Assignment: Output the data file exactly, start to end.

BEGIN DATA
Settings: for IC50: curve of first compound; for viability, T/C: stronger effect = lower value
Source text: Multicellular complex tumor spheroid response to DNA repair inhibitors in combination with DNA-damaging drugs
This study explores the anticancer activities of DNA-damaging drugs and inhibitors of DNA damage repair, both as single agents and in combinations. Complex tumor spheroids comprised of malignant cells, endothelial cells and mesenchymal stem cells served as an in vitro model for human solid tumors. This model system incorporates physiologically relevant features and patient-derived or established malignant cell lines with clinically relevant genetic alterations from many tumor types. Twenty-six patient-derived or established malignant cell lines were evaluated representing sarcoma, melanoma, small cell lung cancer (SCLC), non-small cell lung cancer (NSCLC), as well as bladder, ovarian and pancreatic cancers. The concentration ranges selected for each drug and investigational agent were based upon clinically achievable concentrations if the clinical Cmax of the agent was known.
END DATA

Settings: for IC50: curve of first compound; for viability, T/C: stronger effect = lower value
Source text: Multicellular complex tumor spheroid response to DNA repair inhibitors in combination with DNA-damaging drugs
This study explores the anticancer activities of DNA-damaging drugs and inhibitors of DNA damage repair, both as single agents and in combinations. Complex tumor spheroids comprised of malignant cells, endothelial cells and mesenchymal stem cells served as an in vitro model for human solid tumors. This model system incorporates physiologically relevant features and patient-derived or established malignant cell lines with clinically relevant genetic alterations from many tumor types. Twenty-six patient-derived or established malignant cell lines were evaluated representing sarcoma, melanoma, small cell lung cancer (SCLC), non-small cell lung cancer (NSCLC), as well as bladder, ovarian and pancreatic cancers. The concentration ranges selected for each drug and investigational agent were based upon clinically achievable concentrations if the clinical Cmax of the agent was known.